Sore throat

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Sore throat
Viral pharyngitis, the most common cause of a sore throat.

Sore throat, also known as throat pain, is pain or irritation of the throat. Sore throat is usually caused by a viral infection or a group A streptococcus (GAS) bacterial infection.[1] Other causes include pharyngitis (inflammation of the throat), tonsillitis (inflammation of the tonsils), or dehydration, which leads to the throat drying up. It can also result from trauma. The majority of sore throats are caused by a virus, for which antibiotics are not helpful.[1] A strong association between antibiotic misuse and antibiotic resistance has been shown.[2]

For sore throat caused by bacteria (GAS), treatment with antibiotics may help the person get better faster, reduce the risk that the bacterial infection spreads, prevent retropharyngeal abscesses and quinsy, and reduce the risk of other complications such as rheumatic fever and rheumatic heart disease.[1] In most developed countries, post-streptococcal diseases have become far less common. For this reason, awareness and public health initiatives to promote minimizing the use of antibiotics for viral infections has become the focus.[1]

Approximately 35% of childhood sore throats and 5-25% of adults sore throats are caused by a bacterial infection from group A streptococcus.[1] Sore throats that are "non-group A streptococcus" are assumed to be caused by a viral infection. Sore throat is a common reason for people to visit their primary care doctors and the top reason for antibiotic prescriptions by primary care practitioners such as family doctors.[1] In the United States, about 1% of all visits to the hospital emergency department, physician office and medical clinics, and outpatient clinics are for sore throat (over 7 million visits for adults and 7 million visits for children per year).[1]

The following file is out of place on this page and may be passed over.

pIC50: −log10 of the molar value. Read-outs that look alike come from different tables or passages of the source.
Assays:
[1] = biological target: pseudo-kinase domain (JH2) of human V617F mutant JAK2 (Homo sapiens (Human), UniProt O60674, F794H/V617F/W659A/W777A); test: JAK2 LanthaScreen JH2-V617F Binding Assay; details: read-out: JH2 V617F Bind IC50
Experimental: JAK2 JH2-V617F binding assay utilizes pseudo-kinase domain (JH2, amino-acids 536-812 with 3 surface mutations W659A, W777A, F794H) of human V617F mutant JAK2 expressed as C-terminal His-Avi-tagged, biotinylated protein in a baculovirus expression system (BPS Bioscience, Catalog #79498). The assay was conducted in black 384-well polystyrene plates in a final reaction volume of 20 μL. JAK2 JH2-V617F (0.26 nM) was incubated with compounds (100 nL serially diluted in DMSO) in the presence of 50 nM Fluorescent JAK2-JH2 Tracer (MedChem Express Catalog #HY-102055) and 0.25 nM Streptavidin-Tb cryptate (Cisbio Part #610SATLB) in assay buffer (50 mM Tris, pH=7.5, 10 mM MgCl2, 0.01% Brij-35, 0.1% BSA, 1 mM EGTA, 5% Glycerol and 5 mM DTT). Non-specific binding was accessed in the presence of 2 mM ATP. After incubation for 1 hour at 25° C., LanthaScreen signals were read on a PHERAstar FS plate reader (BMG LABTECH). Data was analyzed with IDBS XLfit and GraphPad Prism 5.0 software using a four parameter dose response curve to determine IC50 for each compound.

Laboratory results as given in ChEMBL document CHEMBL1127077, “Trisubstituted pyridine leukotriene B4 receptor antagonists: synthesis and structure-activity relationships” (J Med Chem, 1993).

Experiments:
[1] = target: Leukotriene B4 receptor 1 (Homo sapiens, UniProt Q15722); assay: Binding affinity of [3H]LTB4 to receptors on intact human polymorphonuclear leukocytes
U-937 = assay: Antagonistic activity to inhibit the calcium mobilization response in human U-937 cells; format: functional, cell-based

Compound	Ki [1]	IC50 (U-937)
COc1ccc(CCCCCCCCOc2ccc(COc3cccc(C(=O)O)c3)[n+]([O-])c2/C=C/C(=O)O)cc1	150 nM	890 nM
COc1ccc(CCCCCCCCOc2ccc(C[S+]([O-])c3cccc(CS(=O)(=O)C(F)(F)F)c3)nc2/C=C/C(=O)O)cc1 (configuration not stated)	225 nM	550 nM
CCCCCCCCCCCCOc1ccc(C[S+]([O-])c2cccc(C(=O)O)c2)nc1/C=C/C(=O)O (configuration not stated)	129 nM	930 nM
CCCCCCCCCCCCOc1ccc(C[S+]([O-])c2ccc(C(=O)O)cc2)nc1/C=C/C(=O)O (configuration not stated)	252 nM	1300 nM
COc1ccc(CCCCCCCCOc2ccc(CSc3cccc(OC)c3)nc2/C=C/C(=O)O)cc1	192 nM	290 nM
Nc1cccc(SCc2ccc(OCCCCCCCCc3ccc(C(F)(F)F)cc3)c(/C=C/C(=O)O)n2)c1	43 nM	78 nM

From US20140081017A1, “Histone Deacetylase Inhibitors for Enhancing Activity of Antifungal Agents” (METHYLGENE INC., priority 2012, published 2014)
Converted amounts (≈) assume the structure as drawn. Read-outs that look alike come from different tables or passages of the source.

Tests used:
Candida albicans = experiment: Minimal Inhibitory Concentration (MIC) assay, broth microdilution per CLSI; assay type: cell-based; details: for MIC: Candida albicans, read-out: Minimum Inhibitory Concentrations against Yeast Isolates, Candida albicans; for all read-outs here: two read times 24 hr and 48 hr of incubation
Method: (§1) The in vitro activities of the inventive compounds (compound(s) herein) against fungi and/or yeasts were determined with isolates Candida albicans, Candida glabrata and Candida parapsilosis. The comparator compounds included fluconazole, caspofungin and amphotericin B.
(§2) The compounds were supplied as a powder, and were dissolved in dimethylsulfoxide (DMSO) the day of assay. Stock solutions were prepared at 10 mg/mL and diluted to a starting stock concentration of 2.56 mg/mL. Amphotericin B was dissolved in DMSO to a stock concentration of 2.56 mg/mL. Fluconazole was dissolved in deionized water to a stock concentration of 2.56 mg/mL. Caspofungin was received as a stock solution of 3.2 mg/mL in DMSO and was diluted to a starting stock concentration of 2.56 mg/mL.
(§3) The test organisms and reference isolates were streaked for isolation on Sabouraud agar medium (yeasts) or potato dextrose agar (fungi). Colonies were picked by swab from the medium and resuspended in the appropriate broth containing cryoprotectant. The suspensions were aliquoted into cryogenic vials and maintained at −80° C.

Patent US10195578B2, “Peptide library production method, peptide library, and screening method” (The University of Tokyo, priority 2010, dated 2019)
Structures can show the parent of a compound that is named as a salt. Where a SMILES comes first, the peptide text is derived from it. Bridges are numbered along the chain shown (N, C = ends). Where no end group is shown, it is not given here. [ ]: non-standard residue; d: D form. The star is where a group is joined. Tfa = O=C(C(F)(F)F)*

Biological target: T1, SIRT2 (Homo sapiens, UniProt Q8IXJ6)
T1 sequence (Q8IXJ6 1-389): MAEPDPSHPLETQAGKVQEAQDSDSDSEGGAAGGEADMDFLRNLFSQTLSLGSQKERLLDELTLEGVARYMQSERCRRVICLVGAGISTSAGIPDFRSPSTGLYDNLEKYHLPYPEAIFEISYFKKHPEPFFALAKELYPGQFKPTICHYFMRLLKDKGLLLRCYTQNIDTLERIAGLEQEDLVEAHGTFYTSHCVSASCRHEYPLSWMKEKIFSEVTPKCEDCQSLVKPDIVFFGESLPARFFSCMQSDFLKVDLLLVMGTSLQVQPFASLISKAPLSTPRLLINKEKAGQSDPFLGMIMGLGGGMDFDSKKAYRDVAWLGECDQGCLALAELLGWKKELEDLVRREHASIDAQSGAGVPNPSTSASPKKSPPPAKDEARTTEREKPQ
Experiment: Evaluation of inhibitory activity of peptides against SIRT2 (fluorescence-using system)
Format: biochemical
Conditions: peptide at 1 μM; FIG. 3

A sore throat is the pain felt anywhere in the throat.[3]


The most common cause (80%) is acute viral pharyngitis, a viral infection of the throat.[3] Other causes include other bacterial infections (such as group A streptococcus or streptococcal pharyngitis), trauma, and tumors.[3] Gastroesophageal (acid) reflux disease can cause stomach acid to back up into the throat and also cause the throat to become sore.[4] In children, streptococcal pharyngitis is the cause of 35–37% of sore throats.[5][1]

The symptoms of a viral infection and a bacterial infection may be very similar. Some clinical guidelines suggest that the cause of a sore throat is confirmed prior to prescribing antibiotic therapy and only recommend antibiotics for children who are at high risk of non-suppurative complications.[6][7] A group A streptococcus infection can be diagnosed by throat culture or a rapid test. In order to perform a throat culture, a sample from the throat (obtained by swabbing) is cultured (grown) on a blood agar plate to confirm the presence of group A streptococcus.[1] Throat cultures are effective for people who have a low bacterial count (high sensitivity), however, throat cultures usually take about 48 hours to obtain the results.[1]

Clinicians often also make treatment decisions based on the person's signs and symptoms alone. In the US, approximately 2/3rd of adults and half of children with sore throat are diagnosed based on symptoms and do not have testing for the presence of GAS to confirm a bacterial infection.[1]

Rapid tests to detect GAS (bacteria) give a positive or negative result that is usually based on a colour change on a test strip that contains a throat swab (sample). Test strips detect a cell wall carbohydrate that is specific to GAS by using an immunologic reaction.[1] Rapid testing can be performed in the doctors office and usually takes 5–10 minutes for the test strip to indicate the result. Specificity for most rapid tests is approximately 95%, however sensitivity is about 85%.[1] Although the use of rapid testing has been linked with an overall reduction in antibiotic prescriptions, further research is necessary to understand other outcomes such as safety, and when the person starts to feel better.[1]

Numerous clinical scoring systems (decision tools) have also been developed to support clinical decisions. Scoring systems that have been proposed include Centor's, McIsaac's, and the feverPAIN.[1] A clinical scoring system is often used along with a rapid test.[1] The scoring systems use observed signs and symptoms in order to determine the likelihood of a bacterial infection.[1]